The theme of Ramadan and the Mixed Couple/Family has become an urgent one in the form of an urgent message from an American woman whose mixed marriage with a Bahraini went terribly awry.
Indeed, her controlling, and wife-beating husband also sexually abused both of their daughters for years, until finally the oldest, then 18, spoke up, 3 years ago, to reveal the truth. To her great credit, this woman immediately removed her children from danger; and succeeded in obtaining a divorce and custody of all 5 children from the Bahraini courts. She kept all of them in school, and got them much needed therapy. Unfortunately, their father, who kept her in the abusive marriage for 20 years by threatening to take them from her, has not seen fit to pay support. Nor has his family, who has turned their backs on mother and all of the children.
As often happens in international marriages, due to necessity and different emotional needs, the family has been geographically split for a year—with mother, the 2 daughters, and the youngest son returning to her family in the USA, while the 2 oldest sons stayed in the Gulf for a year to complete their education. When one of them experienced serious emotional difficulties in January 2009, she returned to Bahrain expecting both to help him, and to take up a job offer. Although he has improved, her finances have not. The promised job (from a reliable source) did not materialize, and despite all her major job seeking efforts neither has any other.
Then, on the 4th day of Ramadan, Tuesday August 25, 2009, “a miracle happened”! Her son, whom she would not leave behind, finally agreed to move to the USA so that all of them could be together again, supporting each other emotionally and materially. There, they can benefit from 5 of them (mother and 4 of the children) being of legal age to work, and from sufficient job opportunities to give them a combined living wage as a nuclear family. There, they would have increased educational opportunities, and greater health care options.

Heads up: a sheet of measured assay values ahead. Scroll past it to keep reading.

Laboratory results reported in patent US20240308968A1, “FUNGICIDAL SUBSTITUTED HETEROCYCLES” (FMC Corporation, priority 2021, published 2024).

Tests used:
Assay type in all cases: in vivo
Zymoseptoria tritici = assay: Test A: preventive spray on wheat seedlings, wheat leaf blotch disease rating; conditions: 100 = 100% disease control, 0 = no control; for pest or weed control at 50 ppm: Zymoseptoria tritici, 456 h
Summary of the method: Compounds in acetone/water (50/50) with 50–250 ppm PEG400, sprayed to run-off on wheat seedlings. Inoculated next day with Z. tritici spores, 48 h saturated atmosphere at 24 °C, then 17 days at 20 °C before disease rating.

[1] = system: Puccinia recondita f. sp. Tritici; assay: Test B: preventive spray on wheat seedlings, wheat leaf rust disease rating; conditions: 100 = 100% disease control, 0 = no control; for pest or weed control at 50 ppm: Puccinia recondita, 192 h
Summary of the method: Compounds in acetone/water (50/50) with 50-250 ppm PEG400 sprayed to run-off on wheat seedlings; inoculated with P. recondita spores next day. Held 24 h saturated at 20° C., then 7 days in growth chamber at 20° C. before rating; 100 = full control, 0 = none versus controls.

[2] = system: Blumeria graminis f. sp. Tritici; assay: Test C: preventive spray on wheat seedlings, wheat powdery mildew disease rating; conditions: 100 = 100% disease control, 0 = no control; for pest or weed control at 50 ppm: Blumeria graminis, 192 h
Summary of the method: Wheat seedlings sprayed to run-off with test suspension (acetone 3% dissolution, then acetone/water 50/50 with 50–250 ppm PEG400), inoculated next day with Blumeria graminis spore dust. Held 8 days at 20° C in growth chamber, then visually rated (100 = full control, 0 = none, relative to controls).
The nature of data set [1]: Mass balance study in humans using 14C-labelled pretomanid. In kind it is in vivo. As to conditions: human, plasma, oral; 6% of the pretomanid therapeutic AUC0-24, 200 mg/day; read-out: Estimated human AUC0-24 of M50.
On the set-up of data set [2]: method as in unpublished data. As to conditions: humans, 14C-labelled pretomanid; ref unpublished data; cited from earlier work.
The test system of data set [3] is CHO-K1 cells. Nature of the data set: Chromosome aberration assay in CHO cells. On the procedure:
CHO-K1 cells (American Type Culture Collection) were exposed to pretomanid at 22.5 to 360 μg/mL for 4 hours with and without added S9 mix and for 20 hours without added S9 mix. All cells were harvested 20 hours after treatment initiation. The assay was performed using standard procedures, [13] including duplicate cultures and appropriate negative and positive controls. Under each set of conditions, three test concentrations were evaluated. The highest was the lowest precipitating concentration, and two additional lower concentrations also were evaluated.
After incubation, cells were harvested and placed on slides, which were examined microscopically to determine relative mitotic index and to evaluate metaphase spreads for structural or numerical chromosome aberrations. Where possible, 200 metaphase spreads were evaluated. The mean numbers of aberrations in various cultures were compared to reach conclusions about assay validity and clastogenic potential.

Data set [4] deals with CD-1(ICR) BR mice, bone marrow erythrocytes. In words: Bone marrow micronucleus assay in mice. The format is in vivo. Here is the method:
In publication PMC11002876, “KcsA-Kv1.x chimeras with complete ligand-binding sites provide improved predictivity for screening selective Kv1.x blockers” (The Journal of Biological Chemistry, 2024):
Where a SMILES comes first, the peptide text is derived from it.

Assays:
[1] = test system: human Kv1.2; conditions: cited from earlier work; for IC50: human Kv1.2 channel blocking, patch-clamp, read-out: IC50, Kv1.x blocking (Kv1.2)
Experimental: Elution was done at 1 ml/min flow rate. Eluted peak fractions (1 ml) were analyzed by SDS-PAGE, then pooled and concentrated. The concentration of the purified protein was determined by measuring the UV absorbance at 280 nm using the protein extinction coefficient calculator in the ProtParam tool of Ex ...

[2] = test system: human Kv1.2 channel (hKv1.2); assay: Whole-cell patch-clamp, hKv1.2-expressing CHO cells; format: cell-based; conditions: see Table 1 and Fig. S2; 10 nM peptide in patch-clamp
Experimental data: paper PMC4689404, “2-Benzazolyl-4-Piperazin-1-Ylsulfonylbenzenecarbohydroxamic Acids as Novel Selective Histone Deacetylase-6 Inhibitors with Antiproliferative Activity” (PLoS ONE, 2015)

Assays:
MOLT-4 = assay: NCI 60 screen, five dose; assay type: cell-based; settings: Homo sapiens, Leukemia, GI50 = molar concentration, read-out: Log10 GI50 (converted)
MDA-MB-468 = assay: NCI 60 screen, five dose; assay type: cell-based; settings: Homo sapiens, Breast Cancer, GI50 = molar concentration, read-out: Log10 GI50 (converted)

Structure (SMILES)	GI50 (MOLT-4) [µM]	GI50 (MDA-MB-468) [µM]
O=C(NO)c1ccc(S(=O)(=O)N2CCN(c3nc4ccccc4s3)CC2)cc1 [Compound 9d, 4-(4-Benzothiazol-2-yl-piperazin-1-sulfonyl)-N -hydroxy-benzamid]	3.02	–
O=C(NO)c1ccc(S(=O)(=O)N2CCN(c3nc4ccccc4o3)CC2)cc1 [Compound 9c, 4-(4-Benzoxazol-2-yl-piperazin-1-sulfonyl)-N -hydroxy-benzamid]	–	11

By now, some of you will have recognized that I am telling the story of an American redhead. No, not this one, with this daughter,
and this family reunification problem,
but rather the much more real and contemporary Coolred, Lee Ann Fleetwood, who is a blogger herself, and a commentator on many Saudi and American-Saudi blogs, where she is known for her intelligence, wit, and “coolness”.
So, why write about this sadly displaced family now, and how does her story relate to Ramadan?
Well, Coolred/Lee Ann, is hoping to get the whole family together and settled back in the USA as soon as possible—to be in time for the fall semester of school, and to capitalize on low Ramadan airfares for 4: herself, 2 sons, and 1 daughter who returned to Bahrain in May at the end of a successful school year.
Coolred/ Lee Ann
Read about it in her own words It’s Over People…the Fat Lady Has Sung. About Freakin’ Time; and, if you can, please contribute now what you are able, whether from Ramadan zakat, sadaqa, Christian caritas, a Jewish mitzvah, or secular humanitarianism.
Regarding the theme of mixed marriages and families, and international separation—whether because of delayed marriage approvals, delayed immigration and work papers, differing academic or career commitments, family illness, or emotional-physical separation and divorce—what experiences have you had or known about? What were the circumstances, and how did those involved cope? How were decisions about geography made? Who lived where and why?
Regarding Ramadan zakat, sadaqa, charity, and Ramadan “miracles”: have you ever had the experience of a particularly remarkable occurrence during Ramadan? A miraculous change of heart or charitable act? A new found clarity of purpose or vision for the future? A new direction, spiritual, physical, or geographical? Do you know of the same for others?